March 2, 2010
People of the Book Grapple With Growth of New Technology
I’ve been spending a lot of time at the Beverly Hills library. I go there almost every day, laptop in hand, impelled by the irrational idea that this is the only place in
If you ask my husband, he’ll tell you this is an improvement over the ritual I had to follow for my last novel: With that one, the only place I could write was in my car. That was uncomfortable for me and terribly embarrassing to my children, nothing like this library with its polished wood tables and designer lights, Kelly’s Fudge Factory and rows of hardcover books on sale for $1 each. It makes me wonder where I’ll end up with the next novel — if, indeed, there is a next novel.
I don’t know if all the talk about the impending demise of books and bookstores as we know them is true — if in 10 years, every book ever written will in fact be available online, as Google would like, and if even Barnes & Noble, the 800-pound gorilla of publishing, will indeed have succumbed to the Kindle. I don’t know if this library will still be standing in 10 years, or if it will be squeezed into digital archives instead. I think technology is a good thing: I remember when I and every other writer I knew insisted we would never switch from the typewriter to the PC; nowadays, I’m thinking of adopting my MacBook as my fourth child. And I don’t worry much about the future of storytelling either: People used to do that by drawing on cave walls. The manner of delivery changes, but not the task itself.
Still, I do wonder every day, as I walk through the lobby and up the steps to the “quiet area,” where else in this city one could find a group of regulars as diverse and eclectic as what we have right here. There is the usual contingent of homeless people with books and magazines in their hands, and the throngs of noisy kids who flock in around 3 o’clock. There is the glamour babe American woman in the leopard-print sweater who sits in the same armchair every time, looking like Catherine Deneuve on the set of some intellectual French film, and the young Asian couple who walk everywhere together, hand in hand and smiling like they’ve just been crowned homecoming king and queen. There is the blue-eyed Iranian girl on the second floor who stays immersed in her books for hours at a time, the red-haired librarian who wears gloves all day and moves around as if she is in perpetual hurry to save some priceless manuscript from being destroyed by callous readers, the elderly European woman who yells when she thinks she’s whispering, because she’s hard of hearing and so is her companion — and they get offended if anyone asks them to keep it down — How could you possibly hear us? We’re practically murmuring.
I wonder where all these other people would go if the library closed down, if all the books vanished into Kindle and newspapers were available only online, if the librarian put her gloves away and the kids lost their afternoon hangout. I used to be one of those kids, years ago in Iran, when I spent every recess and lunch hour in our school library. The boys would take over the yard to play soccer, and the girls all sat in the classrooms or in the stairway and talked about what they had watched on television — all the American sitcoms and soaps, “Bonanza” and “Days of Our Lives” and “The Wild Wild West” — the previous night. I couldn’t go outside, and I couldn’t participate in the girls’ conversations because I wasn’t allowed to watch TV on school nights, so I went into the library, where I was often alone — not even a librarian — and where no one cared what I read. I loved the books, yes, and loved the reading, but this was also the one place in the world where being alone did not mean you were weird.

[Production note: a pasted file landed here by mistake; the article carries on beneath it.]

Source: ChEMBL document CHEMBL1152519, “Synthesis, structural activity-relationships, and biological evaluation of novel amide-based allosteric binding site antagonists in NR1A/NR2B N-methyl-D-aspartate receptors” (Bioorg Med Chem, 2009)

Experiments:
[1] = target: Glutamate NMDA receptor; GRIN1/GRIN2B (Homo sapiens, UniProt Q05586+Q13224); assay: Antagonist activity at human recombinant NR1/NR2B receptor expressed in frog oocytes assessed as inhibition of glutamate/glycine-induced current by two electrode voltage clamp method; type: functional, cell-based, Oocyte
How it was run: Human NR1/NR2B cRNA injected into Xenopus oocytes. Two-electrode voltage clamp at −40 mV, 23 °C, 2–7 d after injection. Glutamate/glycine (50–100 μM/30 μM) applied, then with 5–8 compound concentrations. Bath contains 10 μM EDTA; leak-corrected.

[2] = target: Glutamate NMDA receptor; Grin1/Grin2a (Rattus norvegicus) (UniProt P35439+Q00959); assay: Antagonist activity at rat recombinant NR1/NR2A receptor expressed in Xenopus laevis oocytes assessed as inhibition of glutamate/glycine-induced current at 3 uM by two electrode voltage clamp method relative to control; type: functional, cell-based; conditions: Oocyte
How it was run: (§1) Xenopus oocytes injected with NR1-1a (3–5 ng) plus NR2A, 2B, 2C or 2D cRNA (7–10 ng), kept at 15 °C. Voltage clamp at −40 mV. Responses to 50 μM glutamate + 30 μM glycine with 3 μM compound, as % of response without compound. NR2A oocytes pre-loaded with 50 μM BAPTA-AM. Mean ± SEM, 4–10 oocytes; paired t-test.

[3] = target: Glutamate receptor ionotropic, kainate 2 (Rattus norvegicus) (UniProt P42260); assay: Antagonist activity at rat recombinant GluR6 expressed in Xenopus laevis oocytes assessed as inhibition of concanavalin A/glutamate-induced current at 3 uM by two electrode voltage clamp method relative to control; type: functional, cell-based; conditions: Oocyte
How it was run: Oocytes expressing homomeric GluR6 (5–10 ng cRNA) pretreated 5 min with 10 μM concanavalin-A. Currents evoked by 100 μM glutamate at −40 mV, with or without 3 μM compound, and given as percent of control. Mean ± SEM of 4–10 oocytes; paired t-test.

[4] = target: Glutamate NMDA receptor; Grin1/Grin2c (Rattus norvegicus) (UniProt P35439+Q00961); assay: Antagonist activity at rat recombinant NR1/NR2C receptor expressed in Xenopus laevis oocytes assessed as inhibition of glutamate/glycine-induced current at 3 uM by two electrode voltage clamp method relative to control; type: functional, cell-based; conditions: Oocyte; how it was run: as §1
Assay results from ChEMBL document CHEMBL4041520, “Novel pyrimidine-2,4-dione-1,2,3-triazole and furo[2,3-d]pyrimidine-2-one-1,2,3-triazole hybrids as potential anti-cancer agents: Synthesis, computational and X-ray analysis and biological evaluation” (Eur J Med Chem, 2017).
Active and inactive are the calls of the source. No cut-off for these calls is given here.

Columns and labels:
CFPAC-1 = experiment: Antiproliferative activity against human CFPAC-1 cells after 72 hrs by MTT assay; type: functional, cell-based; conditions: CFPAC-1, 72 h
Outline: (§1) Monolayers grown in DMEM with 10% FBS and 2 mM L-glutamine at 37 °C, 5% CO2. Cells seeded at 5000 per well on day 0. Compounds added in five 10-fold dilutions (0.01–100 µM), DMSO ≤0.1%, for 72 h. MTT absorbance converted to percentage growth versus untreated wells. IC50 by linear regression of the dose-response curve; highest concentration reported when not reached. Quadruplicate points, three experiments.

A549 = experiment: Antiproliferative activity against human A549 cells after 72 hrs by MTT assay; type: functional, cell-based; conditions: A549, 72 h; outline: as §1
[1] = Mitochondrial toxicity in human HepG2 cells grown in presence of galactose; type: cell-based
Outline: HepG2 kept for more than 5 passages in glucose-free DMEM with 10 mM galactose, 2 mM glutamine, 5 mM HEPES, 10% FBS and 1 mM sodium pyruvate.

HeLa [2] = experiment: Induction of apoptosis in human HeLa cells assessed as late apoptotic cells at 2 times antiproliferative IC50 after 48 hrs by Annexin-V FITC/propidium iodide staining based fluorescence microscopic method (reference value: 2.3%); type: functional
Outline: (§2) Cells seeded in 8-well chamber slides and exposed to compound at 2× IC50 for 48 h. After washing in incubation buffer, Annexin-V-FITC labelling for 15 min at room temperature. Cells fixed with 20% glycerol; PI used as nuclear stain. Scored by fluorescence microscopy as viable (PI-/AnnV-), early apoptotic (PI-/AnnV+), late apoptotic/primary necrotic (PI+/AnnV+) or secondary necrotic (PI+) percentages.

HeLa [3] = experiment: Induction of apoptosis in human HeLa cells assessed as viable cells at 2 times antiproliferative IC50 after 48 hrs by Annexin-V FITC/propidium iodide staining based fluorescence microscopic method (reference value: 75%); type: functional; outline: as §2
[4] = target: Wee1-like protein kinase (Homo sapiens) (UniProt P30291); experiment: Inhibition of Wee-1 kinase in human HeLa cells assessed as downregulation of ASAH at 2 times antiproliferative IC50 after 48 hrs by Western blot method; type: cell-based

I don’t know why any of these other patrons come to the library every day, but I have a feeling it isn’t just the free books and online access, and it certainly isn’t the tap water sold in plastic bottles as Kelly’s Water. I think we all come here to take refuge from one thing or another, from loneliness or the weather, from an unhappy family life or too many siblings at home, a long, empty day and nothing to fill the hours with, or 500 pages full of words that may or may not make sense, may or may not have a life outside of my MacBook, may or may not constitute a book.
So much has changed in the world since my middle-school days in Tehran. I believe most of it has been for the better, and that what lies ahead will be an improvement still. Then again, so much of what drives and defines the human psyche, of our needs and anxieties, has remained constant. I hope we can find a way — at least as far as books and newspapers and that unique and extraordinary solace some of us draw from places that house them — to tend to the psyche as we pursue change.
Gina Nahai will moderate a panel on the future of books and writing on Thursday, March 11, 6 p.m., on the USC campus. For more information, call (213) 740-3250 or visit college.usc.edu/mpw.